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review 2017-05-22 16:22
A Man for Our Time
Missing a Beat: The Rants and Regrets of Seymour Krim - Mark Cohen,Seymour Krim

Could Seymour Krim make a comeback? Could a little-known holdover from the beat generation, a writer who died nearly 30 years ago, have something new to say to the iPhone generation? Not likely, but for my money the collection of essays in Missing a Beat felt among the most present discussions of celebrity, ambition, envy, doubt, and optimism in modern America that I have read recently.


Krim comes across in this collection as a disappointed striver. A writer who came up through the beat generation and kept plugging through the era of New Journalism, but never quite found that pearl Kerouac had promised: “Somewhere along the line I knew there’d be girls, visions, everything.” He is constantly in the shadow of more famous friends — recounted most directly in “Norman Mailer, Get Out of My Head!” — and frustrated in his efforts to achieve the kind of fame/notoriety or the wild adventures everyone around him seemed to be having. But Missing a Beat isn't merely a collection of regrets. What makes Krim's writing meaningful is the way he interrogates his own sense of failure. Why is it that he has to measure himself by Mailer’s fame? What is wrong with being a struggling artist? Isn’t that what he had wanted? How should he measure his own success?


In essays like “For My Brothers and Sisters in the Failure Business,” Krim reckons as much with his own expectations and faults as he does with the terms of success society has handed him. Krim recounts how limitless possibilities have led him to chase dream after dream without settling into one place or occupation. He writes about a quiet movement of dreamers like him who have missed out on the middle class comforts of a stable career path — a savings account, a house, a family, a title, a legacy — and must sate themselves on the hope for something new and better tomorrow.

“I’ve published several serious books. I rate an inch in Who’s Who in America. I teach at a so-called respected university. But in that profuse upstairs delicatessen of mine I'm as open to every wild possibility I was at 13, although even I know that the chances of acting them out diminish with each heartbeat.”

Krim wrote “For My Brothers and Sisters in the Failure Business” when he was 51 years old — that’s better than 20 years my senior — and I’m not sure if I should be comforted or very, very worried about that fact. What Krim saw as a freak community of dreamers is just reality for many of us today for whom “careers” at one company have gone the way of the Studebaker. He seems to warn of a future where unfavorable comparisons to the financial success of peers is constant, a future that's easy to imagine as I scroll the vacation photos of my friends on Instagram.


In fact much of Krim's writing seems eerily suited to the social media landscape, despite preceding it by decades, a fact I think that makes it only more applicable. Too many writers get hung up on the latest app or feature, sure that society will be redeemed or destroyed by a new filter on Snapchat. Social media may highlight our insecurities, but Krim reminds us that these have been around long before we ever started carrying them around in our pockets.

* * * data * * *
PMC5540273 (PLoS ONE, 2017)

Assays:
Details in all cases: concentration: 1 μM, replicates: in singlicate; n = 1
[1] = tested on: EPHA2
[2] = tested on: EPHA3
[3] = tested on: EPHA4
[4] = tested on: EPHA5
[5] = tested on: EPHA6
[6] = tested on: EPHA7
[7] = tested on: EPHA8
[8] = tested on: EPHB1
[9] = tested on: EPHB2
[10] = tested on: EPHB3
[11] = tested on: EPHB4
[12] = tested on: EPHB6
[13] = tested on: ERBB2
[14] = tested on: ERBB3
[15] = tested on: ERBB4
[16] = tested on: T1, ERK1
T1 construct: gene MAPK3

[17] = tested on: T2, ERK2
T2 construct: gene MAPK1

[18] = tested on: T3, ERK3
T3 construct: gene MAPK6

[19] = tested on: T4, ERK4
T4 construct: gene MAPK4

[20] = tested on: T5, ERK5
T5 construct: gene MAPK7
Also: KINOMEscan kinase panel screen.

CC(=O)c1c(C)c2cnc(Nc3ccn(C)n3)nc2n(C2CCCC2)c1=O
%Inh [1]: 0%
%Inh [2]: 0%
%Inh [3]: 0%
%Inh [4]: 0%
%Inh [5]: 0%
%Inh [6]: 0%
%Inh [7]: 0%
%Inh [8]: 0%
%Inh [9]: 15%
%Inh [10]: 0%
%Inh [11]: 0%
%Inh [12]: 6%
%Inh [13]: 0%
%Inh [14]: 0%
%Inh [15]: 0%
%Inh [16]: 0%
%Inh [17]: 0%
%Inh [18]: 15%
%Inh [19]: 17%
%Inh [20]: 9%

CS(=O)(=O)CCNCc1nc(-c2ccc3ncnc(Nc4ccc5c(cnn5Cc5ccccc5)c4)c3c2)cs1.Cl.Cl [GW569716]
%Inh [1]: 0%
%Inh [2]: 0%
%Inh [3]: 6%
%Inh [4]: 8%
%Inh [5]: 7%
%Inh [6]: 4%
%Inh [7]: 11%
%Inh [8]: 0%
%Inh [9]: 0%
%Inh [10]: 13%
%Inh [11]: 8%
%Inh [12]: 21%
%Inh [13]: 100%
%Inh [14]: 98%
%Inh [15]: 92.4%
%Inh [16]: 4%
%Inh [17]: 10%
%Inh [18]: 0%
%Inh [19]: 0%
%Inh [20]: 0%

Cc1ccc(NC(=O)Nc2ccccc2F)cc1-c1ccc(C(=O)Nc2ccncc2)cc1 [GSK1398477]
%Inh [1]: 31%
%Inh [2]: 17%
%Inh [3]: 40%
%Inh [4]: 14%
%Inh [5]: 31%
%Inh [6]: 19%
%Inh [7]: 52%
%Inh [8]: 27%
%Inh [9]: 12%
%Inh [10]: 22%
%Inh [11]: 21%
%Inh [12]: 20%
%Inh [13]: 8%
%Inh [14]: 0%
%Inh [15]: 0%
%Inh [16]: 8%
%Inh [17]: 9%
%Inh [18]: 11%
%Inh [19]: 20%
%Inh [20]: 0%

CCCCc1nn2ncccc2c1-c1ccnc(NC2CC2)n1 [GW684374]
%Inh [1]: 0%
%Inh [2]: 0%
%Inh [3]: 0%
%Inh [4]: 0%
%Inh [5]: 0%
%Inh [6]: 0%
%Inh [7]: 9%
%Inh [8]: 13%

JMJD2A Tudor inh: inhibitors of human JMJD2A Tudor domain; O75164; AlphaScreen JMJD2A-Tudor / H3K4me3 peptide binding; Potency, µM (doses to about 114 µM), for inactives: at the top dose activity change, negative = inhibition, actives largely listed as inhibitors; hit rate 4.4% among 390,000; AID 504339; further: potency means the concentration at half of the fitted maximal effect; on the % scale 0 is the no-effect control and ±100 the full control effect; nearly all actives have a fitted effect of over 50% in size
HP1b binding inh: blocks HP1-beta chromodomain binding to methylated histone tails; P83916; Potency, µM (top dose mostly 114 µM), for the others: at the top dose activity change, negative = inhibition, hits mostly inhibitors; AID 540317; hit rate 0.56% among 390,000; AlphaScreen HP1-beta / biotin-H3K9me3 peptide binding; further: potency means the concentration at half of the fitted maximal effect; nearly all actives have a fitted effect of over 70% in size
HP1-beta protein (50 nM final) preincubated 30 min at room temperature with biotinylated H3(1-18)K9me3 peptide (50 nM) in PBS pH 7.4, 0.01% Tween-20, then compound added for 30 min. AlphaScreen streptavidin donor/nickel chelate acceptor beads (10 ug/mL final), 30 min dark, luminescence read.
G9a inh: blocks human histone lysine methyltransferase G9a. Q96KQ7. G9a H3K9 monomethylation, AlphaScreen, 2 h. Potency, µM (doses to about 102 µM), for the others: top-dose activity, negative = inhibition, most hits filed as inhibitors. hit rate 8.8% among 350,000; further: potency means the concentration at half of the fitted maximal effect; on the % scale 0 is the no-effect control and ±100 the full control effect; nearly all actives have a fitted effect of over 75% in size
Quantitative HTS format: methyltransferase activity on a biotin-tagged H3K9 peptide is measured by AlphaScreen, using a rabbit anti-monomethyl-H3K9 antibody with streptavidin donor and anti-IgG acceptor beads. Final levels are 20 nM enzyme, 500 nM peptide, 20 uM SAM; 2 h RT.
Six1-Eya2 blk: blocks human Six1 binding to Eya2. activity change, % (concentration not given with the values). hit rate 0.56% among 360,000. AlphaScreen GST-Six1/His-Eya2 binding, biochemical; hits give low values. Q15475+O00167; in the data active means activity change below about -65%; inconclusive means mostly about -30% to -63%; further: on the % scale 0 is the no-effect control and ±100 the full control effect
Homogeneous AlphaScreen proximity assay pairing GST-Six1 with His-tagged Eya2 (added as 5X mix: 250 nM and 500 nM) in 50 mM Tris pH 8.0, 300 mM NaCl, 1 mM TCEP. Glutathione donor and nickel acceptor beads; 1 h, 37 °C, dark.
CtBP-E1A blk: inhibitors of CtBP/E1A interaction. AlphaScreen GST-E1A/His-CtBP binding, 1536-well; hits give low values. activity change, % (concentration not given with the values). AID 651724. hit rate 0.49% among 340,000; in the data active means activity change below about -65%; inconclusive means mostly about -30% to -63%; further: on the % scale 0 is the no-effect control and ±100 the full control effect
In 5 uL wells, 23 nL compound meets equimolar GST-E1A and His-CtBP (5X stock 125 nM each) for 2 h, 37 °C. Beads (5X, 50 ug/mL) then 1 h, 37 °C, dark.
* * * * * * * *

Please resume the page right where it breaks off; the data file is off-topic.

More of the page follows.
“You may sometimes think everyone lives in the crotch of the pleasure principle these days except you, but you have company, friend. … It is still your work or role that finally gives you your definition in our society, and the thousands upon thousands of people who I believe are like me are those who have never found the professional skin to fit the riot in their souls.”

“For my Brothers and Sisters in the Failure Business" is a standout, but the same themes carry through many of his essays including “Making It!” and “The American Novel Made Me” without becoming repetitive. Each essay seems to come from a different angle: lack of direction, envy, and ambition, respectively. The writing itself crackles throughout with the energy of the beat generation. He writes in long sentences, each with several parenthetical phrases and catalogs that go to ten items or longer. He deploys slang but sparingly and to good effect. The descriptions are grounded in real sensations using onomatopoeia and analogies to the items and people around him instead of reaching for more academic language (like onomatopoeia). His essays seem always anchored in place, even as zooms out for a wider view, the world is recognizably his.


Missing a Beat is a good read for anyone a few years out of school who is starting to rethink their career choices and sometimes Googles “how to work abroad” while at work.

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review 2016-01-26 00:00
Of a Fire on the Moon
Of a Fire on the Moon - John Hanson Mitchell,Norman Mailer I've read many different books about the early days of the American space program, and what struck me about Of a Fire on the Moon is how personal it is.

While Mailer spends a great deal of time analyzing the people and the science and the machines that made man's first steps on the moon possible, what really makes this book work is the context he expertly weaves throughout. Because Apollo 11 wasn't just about putting a man on the moon - it was intricately bound to the cultural revolution of the Age of Aquarius. It was about capitalism, corporatism, American WASP identity. America wasn't just trying to beat the Russians - it was trying to win over its own people and the rest of the world.

Mailer talks about a global event in terms of his own experience with it, not just as a journalist covering the event but as a person who was forced to confront his own ideas about the new world that was emerging in that tumultuous decade. Written in 1969-1970, Of a Fire on the Moon offers a unique perspective of the far-reaching effects of the American space program without the benefit of hindsight. Highly recommended.